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Wednesday, Oct 01, 2014
Northeast News

Paralympic silver medalist encourages disabled athletes to ‘hurdle life’s adversities’


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It was a night to be inspired by the words and actions of two highly successful men who’ve not let disabilities stand in their way.

The annual Imagine the Pasta-bilities dinner on May 2 at Embassy Suites USF/Busch Gardens benefiting Paralympic Sport Tampa Bay featured ESPN play-by-play announcer Jason Benetti as master of ceremonies and John Register, a three-time All-American track and field college standout and silver medalist in the 2000 Paralympic Games.

Born three months premature, Benetti had a respiratory illness that deprived him of oxygen, a condition believed to have played a role in his developing cerebral palsy as a toddler.

But despite his inability to play sports due to the moderate impairment of his leg muscles, he began memorizing a wealth of athletic statistics at a young age and could be heard in his bedroom pretending to call games.

During his teenage years he capitalized on his resonating, deep-sounding voice by broadcasting halftime happenings during his high school’s sporting events, and announcing lacrosse and women’s basketball while a student at Syracuse University from where he graduated, in the city he now calls home. He also earned a law degree from Wake Forest University.

Register, who lives in Colorado Springs, has been passionate about sports since he was a child. He went to the University of Arkansas on a track and field scholarship, where he earned his All-American status and graduated with a bachelor’s degree in communications.

He then enlisted in the U.S. Army and served in the Gulf War and continued his athletic excellence by winning nine track and field gold medals in the Armed Services Competition as well as two world championships.

When he retired as an Army veteran he went on to qualify for the Olympic trials and had his heart set on competing in the 1996 Olympics.

But during a training session he took a misstep over a hurdle that resulted in the dislocation of his left knee and the severing of an artery that could not be reconstructed. Rather than have no use of his knee or left leg, Register opted to have it amputated and be fit for a prosthesis.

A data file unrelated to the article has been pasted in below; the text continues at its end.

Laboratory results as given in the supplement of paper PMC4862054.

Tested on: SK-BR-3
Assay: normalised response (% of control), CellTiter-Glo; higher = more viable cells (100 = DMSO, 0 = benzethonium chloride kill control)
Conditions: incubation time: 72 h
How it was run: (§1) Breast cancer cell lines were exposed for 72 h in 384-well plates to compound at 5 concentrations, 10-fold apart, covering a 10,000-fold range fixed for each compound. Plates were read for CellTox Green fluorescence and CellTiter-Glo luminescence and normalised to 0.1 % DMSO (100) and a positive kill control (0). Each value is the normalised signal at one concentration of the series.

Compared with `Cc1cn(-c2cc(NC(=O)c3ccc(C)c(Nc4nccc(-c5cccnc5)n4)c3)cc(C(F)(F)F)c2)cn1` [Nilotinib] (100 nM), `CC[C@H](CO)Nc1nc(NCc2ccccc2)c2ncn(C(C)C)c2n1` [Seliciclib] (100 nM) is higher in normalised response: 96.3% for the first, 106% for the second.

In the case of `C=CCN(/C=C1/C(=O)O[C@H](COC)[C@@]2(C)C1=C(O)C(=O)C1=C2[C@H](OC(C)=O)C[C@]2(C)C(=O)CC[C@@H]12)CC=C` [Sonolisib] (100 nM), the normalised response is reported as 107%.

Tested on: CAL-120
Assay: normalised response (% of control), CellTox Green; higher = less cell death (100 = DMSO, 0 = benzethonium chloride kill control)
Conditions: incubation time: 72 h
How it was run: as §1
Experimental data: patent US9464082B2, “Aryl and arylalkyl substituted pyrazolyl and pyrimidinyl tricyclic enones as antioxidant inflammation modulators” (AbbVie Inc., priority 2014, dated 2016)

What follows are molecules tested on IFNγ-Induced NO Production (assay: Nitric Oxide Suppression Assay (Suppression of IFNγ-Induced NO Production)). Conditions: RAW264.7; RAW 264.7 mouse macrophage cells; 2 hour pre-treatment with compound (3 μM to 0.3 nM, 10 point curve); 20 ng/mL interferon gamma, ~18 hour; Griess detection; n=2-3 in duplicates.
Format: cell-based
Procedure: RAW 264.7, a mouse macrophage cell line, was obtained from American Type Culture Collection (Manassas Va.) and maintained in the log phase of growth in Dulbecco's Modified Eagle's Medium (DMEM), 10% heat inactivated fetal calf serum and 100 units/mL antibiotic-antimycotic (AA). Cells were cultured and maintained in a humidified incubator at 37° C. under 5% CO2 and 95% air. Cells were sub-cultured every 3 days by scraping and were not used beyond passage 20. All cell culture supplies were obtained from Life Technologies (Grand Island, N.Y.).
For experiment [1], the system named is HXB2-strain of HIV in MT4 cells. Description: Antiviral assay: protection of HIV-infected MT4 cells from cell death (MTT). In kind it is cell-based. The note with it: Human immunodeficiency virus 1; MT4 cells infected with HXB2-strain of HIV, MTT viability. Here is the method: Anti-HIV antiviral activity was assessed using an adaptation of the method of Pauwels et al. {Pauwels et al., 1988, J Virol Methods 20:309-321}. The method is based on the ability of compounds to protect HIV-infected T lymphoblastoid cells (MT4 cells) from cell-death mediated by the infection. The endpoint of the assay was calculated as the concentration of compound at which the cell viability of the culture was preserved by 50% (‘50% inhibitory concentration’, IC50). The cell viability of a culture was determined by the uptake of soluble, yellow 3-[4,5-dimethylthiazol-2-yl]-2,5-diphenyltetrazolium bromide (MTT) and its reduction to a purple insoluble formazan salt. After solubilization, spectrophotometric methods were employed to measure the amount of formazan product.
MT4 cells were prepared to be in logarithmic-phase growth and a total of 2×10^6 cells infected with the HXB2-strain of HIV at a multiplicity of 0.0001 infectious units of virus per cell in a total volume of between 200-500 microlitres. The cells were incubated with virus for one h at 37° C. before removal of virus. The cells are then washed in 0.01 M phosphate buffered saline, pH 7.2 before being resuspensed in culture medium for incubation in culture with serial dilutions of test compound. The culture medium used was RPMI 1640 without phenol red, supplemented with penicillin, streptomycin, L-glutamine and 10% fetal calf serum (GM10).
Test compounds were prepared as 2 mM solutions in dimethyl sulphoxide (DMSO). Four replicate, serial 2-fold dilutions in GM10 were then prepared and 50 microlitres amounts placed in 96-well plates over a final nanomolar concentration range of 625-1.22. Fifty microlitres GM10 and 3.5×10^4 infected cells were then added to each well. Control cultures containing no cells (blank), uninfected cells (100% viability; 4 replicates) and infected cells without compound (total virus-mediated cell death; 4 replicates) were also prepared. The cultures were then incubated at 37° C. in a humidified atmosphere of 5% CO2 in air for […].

After only 18 months of rehabilitation, he qualified and competed as a swimmer in the 1996 Paralympic competition in Atlanta and went on to be a contender in track and field during the 2000 Paralympic Games in Sydney, Australia. It was there he earned a silver medal in the long jump and set a record with a distance of 17.8 feet.

He’s since become a motivational speaker and travels throughout the country delivering messages meant to inspire his audiences.

“I was not a fan of being an inspiration for a long time,” Register said.

That was until he witnessed the influence his story had on people he encountered in his daily life.

Being inspired, he said, causes people to act, which in turn results in personal growth.

“Don’t let anyone or anything hold you back. Pursue your passion and go for excellence,” said Register, whose main focus was toward the young athletes in attendance who, he said, need to make the best of their physical limitations.

And judging from Paralympic Sport Tampa Bay Coordinator Andy Chasanoff’s rundown of the athletes’ yearlong achievements, they are doing just that.

♦ The Tampa Thunder Power Soccer team is 13-0 this season and has outscored its opponents 127-0.

♦ The Tampa Bay Strong Dogs wheelchair basketball team has a record of 34-7 and is ranked No. 15 in the United States.

♦ The Junior Tampa Bay Strong Dogs finished the season with a ranking of No. 18 in the nation. They won third place in the Katie Kirlin Junior Wheelchair Basketball Tournament in Philadelphia, making it the first time they’d placed in a regional tournament.

♦ The PSTB Track & Field Team finished second in the Small Team Division of the 2013 National Junior Disability Championship.

Paralympic Sport Tampa Bay is a program of the Hillsborough County Parks, Recreation and Conservation Department. It is also one of more than 200 community-based sports programs established by the Paralympic Division of the United States Olympic Committee.

Joyce McKenzie can be reached at joycecmckenzie@gmail.com.

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